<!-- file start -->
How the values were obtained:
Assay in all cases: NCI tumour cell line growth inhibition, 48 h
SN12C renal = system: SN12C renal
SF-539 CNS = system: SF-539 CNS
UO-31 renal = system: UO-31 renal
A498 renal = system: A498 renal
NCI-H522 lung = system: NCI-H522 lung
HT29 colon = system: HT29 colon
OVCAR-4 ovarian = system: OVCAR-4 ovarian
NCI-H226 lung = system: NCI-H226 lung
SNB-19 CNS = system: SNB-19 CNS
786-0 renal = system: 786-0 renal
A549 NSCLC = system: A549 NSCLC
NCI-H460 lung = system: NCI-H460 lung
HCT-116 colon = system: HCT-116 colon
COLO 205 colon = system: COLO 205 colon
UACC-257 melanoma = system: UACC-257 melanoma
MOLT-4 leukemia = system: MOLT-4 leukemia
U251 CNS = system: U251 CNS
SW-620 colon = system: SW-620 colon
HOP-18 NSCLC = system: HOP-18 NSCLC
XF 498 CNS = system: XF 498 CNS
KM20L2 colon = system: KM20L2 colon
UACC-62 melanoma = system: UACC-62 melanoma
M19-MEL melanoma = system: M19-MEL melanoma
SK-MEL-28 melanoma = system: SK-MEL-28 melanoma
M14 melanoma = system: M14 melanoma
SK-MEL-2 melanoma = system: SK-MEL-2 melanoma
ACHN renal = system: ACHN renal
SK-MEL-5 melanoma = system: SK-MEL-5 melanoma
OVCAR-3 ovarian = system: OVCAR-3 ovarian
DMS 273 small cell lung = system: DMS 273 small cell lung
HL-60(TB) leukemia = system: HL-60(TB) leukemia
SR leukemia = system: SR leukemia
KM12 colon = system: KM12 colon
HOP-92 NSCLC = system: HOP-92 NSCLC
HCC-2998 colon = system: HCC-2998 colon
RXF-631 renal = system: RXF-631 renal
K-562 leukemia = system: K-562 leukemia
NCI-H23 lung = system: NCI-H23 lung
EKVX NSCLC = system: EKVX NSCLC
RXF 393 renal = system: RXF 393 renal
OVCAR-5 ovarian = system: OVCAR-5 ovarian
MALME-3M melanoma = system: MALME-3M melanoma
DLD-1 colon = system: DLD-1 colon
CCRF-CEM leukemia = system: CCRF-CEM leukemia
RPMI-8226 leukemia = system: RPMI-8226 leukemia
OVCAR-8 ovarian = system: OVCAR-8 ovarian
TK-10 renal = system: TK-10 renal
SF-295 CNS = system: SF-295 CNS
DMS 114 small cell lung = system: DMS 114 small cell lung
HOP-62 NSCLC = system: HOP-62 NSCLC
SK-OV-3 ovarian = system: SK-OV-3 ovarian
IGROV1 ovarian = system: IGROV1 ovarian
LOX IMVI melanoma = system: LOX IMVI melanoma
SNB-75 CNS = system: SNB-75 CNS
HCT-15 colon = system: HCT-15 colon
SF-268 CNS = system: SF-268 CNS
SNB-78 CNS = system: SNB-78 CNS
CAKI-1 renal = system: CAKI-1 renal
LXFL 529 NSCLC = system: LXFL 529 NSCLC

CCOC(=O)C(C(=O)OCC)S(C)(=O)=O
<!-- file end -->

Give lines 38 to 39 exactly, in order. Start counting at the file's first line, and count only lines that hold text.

RXF-631 renal = system: RXF-631 renal
K-562 leukemia = system: K-562 leukemia